One example of comprehensive marketing is LoL’Oreal’s Makeup Genius app, which allows customers to virtually apply a variety of makeup shades. The customer simply has to enjoy a convenient, useful experience, but it is the duty of marketers to streamline that experience by employing complex tech to code and match numerous makeup shades to facial imagery, then analyze which customers use particular shades, and use that information to trace a digital map of customer satisfaction after purchase–all to better tailor the shade matching process.
Establishing a cyclical conversation between feedback and analysis allows organizations to develop an image of which experiences work to create customer satisfaction; customers themselves provide marketing in the form of positive clout when they are happy not only with how a product was physically advertised, but the speed and convenience at which they obtained it.
Choose the Right Technology
Overseeing a flexible operational marketing model often involves incorporating some type of large scale analytics platform, such as Adobe’s Marketing Cloud, or Oracle, while also accounting for the innovative potential of small scale, point solutions. Marketing technologists live in this intersection between analysis and creation; valued for their programming ability, as well as their skill in data analysis and gauging consumer trends, technologists’ blend of creative and IT skill allows them to translate hard data into sharp marketing campaigns.
Keep your marketing system versatile enough to mesh with emerging technologies will prove increasingly beneficial as the Internet of Things moves into the mainstream, however organizations need to consider which technologies best fit within legacy systems, as well as which systems require updating. For example, if a manufacturer wanted to create a marketing system that delivers personalized content, they might look into utilizing the programming talents of marketing technologists to integrate platforms that deal with data, analytics, and content creation with a personalization engine. Amanda Kahlow, CEO of 6Sense, offers a bit of insight: “when choosing new technology, don’t listen to vendors. Listen to existing customers.”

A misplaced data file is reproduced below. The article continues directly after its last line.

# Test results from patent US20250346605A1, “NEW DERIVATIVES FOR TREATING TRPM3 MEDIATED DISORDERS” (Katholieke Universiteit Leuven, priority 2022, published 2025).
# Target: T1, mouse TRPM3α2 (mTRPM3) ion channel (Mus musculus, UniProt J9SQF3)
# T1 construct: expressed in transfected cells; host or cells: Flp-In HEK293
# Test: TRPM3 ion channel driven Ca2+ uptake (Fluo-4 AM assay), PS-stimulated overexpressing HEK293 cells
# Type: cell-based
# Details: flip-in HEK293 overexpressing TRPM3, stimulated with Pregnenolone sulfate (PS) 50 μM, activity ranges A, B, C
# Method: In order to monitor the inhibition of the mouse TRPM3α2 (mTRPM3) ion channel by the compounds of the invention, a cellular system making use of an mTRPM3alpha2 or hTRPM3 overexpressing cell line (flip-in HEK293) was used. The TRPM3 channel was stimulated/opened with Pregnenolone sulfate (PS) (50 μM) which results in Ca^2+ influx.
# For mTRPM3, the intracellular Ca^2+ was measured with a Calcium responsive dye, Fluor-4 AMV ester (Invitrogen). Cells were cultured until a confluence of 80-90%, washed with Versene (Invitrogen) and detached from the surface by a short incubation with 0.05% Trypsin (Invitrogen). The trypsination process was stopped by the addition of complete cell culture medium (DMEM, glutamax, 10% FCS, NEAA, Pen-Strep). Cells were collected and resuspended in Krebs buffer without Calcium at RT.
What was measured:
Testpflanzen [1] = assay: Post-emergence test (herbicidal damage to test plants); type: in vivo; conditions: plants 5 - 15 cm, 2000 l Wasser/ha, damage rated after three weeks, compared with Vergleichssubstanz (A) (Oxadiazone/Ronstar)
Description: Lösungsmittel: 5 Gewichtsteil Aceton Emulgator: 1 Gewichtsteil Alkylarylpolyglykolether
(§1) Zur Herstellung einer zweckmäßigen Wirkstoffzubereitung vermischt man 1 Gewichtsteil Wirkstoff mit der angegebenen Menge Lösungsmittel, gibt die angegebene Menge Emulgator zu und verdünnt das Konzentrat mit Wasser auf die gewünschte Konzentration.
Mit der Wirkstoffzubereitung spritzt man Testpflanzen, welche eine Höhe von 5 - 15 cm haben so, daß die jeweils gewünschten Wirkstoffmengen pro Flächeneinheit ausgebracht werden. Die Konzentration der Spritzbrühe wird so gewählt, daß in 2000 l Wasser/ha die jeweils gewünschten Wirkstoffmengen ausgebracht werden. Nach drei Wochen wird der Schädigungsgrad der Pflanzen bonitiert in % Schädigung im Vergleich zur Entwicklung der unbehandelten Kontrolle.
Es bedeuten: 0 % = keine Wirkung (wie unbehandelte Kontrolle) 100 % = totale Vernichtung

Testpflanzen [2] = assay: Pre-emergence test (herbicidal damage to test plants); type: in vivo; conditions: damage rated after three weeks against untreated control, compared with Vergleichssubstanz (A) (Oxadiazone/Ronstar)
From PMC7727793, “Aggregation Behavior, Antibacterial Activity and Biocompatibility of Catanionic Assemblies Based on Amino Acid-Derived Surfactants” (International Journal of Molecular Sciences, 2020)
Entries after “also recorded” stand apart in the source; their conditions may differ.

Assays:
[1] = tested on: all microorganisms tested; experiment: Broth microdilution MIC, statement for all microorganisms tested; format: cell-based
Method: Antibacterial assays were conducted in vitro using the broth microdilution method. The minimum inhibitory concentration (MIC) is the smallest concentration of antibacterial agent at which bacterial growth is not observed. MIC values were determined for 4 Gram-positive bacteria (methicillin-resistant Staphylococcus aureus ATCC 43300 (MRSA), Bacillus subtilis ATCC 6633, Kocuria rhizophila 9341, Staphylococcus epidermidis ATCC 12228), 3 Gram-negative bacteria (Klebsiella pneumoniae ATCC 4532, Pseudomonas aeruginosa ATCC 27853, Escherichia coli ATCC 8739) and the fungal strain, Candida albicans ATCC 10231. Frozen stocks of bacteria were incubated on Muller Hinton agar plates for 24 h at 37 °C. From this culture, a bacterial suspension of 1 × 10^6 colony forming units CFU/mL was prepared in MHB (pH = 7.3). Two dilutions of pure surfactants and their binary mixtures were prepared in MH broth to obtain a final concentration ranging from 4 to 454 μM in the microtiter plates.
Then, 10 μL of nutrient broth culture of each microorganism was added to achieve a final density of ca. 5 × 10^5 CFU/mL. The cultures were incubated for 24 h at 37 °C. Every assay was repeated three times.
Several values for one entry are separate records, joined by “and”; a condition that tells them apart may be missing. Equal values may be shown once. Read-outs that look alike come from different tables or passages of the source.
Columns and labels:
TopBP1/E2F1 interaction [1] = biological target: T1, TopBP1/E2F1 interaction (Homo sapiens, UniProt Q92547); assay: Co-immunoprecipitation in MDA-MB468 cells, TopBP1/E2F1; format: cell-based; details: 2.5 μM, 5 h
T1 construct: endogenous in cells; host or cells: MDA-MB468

Technology is a powerful asset, but without direction, it can easily become a draining liability. To avoid confusion, implement directives that detail how you’ll share data among departments and test new technologies, as well as which tasks can be managed on site, and which should be considered for handling by outside agencies or partners.
Clarifying responsibilities and focus avoids the stigma of rules as restriction by allowing marketers to focus on performing only those responsibilities relegated to them, rather than wasting efforts using the wrong applications to over analyze the wrong data, and coming to strategic conclusions that benefit no one.
Apply Metrics to Boost Success
Thanks to advances in marketing tech, we are able to measure the impact of marketing systems, and adjust our approach accordingly. In the past, metrics often focused on regional or product activity, however, as companies reconfigure around providing customer experience, measuring customer activity becomes an increasingly valuable practice. As a form of reinforcement, metrics illustrating customer responses from past operations (such as how fast a product was launched, or whether an experimental tactic worked in the field) can be applied to better design future endeavors. To make the most of metrics, companies should seek out technologies that deliver insights relevant to their field in real time, and in an easily understood format.
Heavy competition among organizations gives consumers the power of ultimate choice when it come to what products they prefer, however modern businesses are not powerless. We can use marketing tech to discern exactly why customers prefer certain products, and apply that knowledge when creating digital marketing content. With this content, we can build relationships with customers, cultivating an ongoing conversation, one that tells us exactly what customers want, and why–we can do all this, but only if we open our minds to the possibilities that carefully deployed marketing technology provides.